Many people are aware of the Getty Museum, but not too many people know that there are in fact TWO. While the Getty Center (the beautiful, gigantic white structure just off the 405) is one of the most popular museums in L.A., the Getty Villa, in Malibu, is the original “Getty Museum.” Located just off P.C.H., the Villa houses the Getty’s collection of ancient Greek, Roman, and Etruscan art. A multi-level and immersive experience, the Getty Villa is unlike any other museum found in Los Angeles.
Whether you have visited before or are just coming to learn about the Villa, not everyone is aware of its unique origins. Being that I live for interesting and historical tidbits, I figured why not share all that I’ve come to learn about one of my favorite museums in LA. So here are 7 little-known facts about the Getty Villa.
Hope you enjoy!
- Oil magnate and founder J. Paul Getty made his first million at the tender age of 23. Soon after striking it rich, he “retired” and became somewhat of a playboy. After a few years, Getty realized the leisurely life was not for him. He went on to create one of the largest oil corporations, Getty Oil, and become America’s first billionaire.
- The original Getty Museum was located where the Villa is today, just not in the same structure. An avid collector of fine art and ancient antiquities, J Paul Getty opened his Malibu mansion to visitors in order to share his passion for the arts. The Getty Villa, the structure you visit today, was constructed in 1974 just two years prior to the death of Mr. Getty.
- The original Malibu residence of Mr. Getty is still in existence, although it has since been converted into offices. The best vantage point for visitors to catch a glimpse of the exterior of the mansion is located on the outdoor second floor, just past the coffee cart, near the outdoor elevator.
- With four gardens and six fountains, the Villa offers just as much outdoors as it does inside. While these features may just seem aesthetically pleasing, the outside spaces mimic areas that the ancients used on a daily basis. From the fountains that collected rainwater for drinking, cooking, and bathing to the gardens that grew food and medicinal herbs, the Villa creates an all-around immersive and engaging experience into these ancient cultures.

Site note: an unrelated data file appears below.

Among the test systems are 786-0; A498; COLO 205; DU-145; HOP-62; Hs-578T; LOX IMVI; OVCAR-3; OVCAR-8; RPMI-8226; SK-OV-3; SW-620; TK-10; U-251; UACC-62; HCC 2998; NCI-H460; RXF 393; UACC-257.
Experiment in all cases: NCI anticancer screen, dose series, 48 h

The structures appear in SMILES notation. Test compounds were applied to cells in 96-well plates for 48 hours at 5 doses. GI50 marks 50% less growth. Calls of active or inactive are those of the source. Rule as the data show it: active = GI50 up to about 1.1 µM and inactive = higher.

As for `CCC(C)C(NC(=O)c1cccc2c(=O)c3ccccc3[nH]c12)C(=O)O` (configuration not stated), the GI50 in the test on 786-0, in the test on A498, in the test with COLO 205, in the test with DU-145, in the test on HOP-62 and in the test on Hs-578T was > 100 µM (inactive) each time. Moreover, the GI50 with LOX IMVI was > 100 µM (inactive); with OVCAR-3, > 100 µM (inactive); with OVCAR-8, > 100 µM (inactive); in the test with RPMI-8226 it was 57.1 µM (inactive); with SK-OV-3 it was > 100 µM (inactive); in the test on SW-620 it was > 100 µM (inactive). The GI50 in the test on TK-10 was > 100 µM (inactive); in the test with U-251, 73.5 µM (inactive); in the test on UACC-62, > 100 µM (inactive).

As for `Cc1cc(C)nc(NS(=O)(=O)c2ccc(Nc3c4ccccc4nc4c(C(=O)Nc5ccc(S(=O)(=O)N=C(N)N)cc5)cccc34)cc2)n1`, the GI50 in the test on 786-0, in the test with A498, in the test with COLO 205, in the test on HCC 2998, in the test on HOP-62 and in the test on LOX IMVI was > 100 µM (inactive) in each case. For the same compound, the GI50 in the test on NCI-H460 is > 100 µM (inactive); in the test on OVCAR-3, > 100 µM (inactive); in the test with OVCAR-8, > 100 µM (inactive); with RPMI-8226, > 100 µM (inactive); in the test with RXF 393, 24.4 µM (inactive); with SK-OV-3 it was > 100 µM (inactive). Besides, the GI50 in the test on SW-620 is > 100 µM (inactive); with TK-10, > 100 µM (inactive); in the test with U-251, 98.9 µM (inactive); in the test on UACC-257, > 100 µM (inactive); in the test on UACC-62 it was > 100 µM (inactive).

- Upon leaving the parking structure you may notice you just don’t walk into the museum. In fact, you have to take an elevator up a level, then walk a path just to come to a point where you overlook the entrance. Why make entering the museum such a task? Well, that is because you are meant to view the museum as an excavation site. Just as they recreated the Villa to resemble the Roman Villa dei Papiri, the architects of the museum wanted to create a fully immersive experience for visitors. As you make your way down to the museum entrance it is as if you’re walking through the layers of time that have covered this Villa. The water feature located by the tour meeting area (adjacent to the bookstore) also reinforces this idea. You may notice that the water seeps from the wall, just like a real archeological site.
- Along with the different activities scattered throughout the Villa that allows for some hands-on learning (Reading Room, Timescape Room, and the Family Forum), there is a statue that the museum actually encourages guests to touch. Located just beyond the outer peristyle, follow the portico to the left. There you’ll find a replica of Antonio Canova’s Venus, better known as the ‘touch statue.’ Installed for blind or low vision guests, the ‘touch statue’ allows all visitors to experience the art of form and texture.
- Mr. Getty’s final resting place overlooks the museum. Yes, you read that correctly. J. Paul Getty, along with his two sons, is actually buried on the property. Of course, the area is restricted from the public so don’t go asking for it. But to get a general idea of where he is located, just look to the left as you are passing the entrance gate in your vehicle. He and his sons lay just atop the hill.